Such a comment was counterintuitive, to say the least, given that the surrounding area had been devastated during the Croatian and Bosnian wars. Muslims and Serbs had been driven from the district; Serbs in Trebinje, a city further east, had expelled Muslims and Croats, destroying many old mosques; Ottoman monuments in Stolac were demolished by Croats, and the surviving Sarajevo Jews were afraid to visit the grave of Rav Danon. And that seemed to justify the question put forward by a Franciscan critic of the Medjugorje story, Fr. Ivo Sivric, who was born in the village. With exquisite understatement, he commented, “The lack of reconciliation and division in Herzegovina contraindicate the presence of the Queen of Peace and the apparitions.” Others asked why the messages from the Virgin were apocalyptic and punitive, filled with end-times rhetoric.

Some have even alleged that at Medjugorje, Mary had replaced Jesus at the center of worship. For most Bosnians, the most significant elements in the Medjugorje narrative are precedents from church and local history. The Franciscans in Bosnia have two provinces: one based in Hercegovina and the other, the Province of Srebrena Bosna, headquartered in Sarajevo. The Bosnian Franciscans had been granted special privileges to tend to the religious needs of Catholics, after the Muslim conquest of the land in 1463. This was a break from the Ottoman custom of recognizing the Orthodox churches as Christian representatives. But the Hercegovinians have a reputation as hard-headed nationalists, while the Franciscans in central Bosnia are considered by Muslims as well as Christians as dedicated to interreligious civility and local patriotism.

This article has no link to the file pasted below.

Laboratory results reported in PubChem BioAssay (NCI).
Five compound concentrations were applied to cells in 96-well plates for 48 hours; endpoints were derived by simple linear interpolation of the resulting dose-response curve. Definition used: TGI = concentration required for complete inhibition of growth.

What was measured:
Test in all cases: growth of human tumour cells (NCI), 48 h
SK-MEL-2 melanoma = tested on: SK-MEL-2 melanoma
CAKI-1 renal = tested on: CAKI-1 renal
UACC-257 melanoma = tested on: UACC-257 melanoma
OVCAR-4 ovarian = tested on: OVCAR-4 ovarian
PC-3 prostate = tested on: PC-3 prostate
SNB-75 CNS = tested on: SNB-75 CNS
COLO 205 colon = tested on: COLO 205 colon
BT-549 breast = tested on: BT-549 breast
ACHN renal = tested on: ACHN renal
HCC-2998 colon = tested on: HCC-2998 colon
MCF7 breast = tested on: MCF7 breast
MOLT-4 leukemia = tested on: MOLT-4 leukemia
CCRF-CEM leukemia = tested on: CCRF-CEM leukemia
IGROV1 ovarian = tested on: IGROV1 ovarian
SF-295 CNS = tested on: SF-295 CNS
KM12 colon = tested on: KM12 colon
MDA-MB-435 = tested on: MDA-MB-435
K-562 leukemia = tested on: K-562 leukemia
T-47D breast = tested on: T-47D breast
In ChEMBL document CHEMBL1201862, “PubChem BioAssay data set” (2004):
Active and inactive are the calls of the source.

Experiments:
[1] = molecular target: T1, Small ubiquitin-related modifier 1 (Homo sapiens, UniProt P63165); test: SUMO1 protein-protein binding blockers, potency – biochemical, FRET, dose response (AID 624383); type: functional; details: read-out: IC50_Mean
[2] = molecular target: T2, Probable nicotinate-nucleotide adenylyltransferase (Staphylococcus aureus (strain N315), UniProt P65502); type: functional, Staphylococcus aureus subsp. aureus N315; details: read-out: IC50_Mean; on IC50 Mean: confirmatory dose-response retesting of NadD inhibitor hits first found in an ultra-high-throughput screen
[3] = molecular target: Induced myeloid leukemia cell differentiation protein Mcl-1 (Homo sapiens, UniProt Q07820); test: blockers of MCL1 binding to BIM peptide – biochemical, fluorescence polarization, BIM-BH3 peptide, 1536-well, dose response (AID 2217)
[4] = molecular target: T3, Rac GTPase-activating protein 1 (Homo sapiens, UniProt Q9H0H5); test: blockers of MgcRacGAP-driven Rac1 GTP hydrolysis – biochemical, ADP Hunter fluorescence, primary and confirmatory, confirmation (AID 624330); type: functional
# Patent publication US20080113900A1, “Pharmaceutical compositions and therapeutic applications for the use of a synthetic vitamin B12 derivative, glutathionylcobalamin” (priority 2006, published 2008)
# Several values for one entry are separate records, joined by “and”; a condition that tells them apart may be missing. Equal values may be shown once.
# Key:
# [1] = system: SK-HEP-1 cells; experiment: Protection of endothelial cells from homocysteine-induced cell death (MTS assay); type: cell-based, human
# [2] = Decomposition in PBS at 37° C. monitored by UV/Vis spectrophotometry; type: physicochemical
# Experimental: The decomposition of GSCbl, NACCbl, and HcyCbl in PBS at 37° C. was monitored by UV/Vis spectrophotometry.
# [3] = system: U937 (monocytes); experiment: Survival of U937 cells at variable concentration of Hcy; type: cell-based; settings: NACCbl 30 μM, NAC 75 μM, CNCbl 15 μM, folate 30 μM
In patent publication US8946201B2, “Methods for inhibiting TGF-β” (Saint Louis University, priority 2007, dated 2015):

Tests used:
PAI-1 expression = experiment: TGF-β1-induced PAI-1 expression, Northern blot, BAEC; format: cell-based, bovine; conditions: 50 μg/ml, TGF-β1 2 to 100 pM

At Medjugorje, for almost thirty years, many have seen a demonstration of Hercegovinian militancy, and even of heresy. Once the local bishop rejected the visionaries, priests sent to the area by the regular ecclesiastical authorities were beaten up, prayer was held in local churches without the presence of clergy, and, some allege, the Medjugorje group was on the road to schism from the Roman church.

Serbs have loudly denounced Medjugorje as a Croatian conspiracy, while Bosnian Muslims have tended to remain subdued about it, at least in public. Local Muslims are mostly silent, especially after a war that took so many lives. But many admit they perceived in Medjugorje a Croatian ultranationalist production.

More could be said about the matter, but Benedict XVI appears to have made up his mind about Medjugorje. And many Croats, as well as Muslims and other Bosnians, are likely to quietly welcome his action.

Stephen Schwartz is a widely published journalist and author of The Two Faces of Islam.

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13 Responses to What Happened at Medjugorje?

  1. Frere Rabit says:

    This is clearly a rather old article. Was there a point in re-posting it now? Just curious, as I cannot see any relevance in it.


  2. JabbaPapa says:

    I have serious doubts about everything concerning Medjugorje.


  3. Frere Rabit says:

    Quite right. The whole thing was an entire scam. Is there no up-to-date material out there about the nasty Balkan politics and Franciscan manipulation that produced the money spinner of Medjugorge? The abuse case involving one of the key Franciscans – and his subsequent dismissal from the OFMs – has been well documented.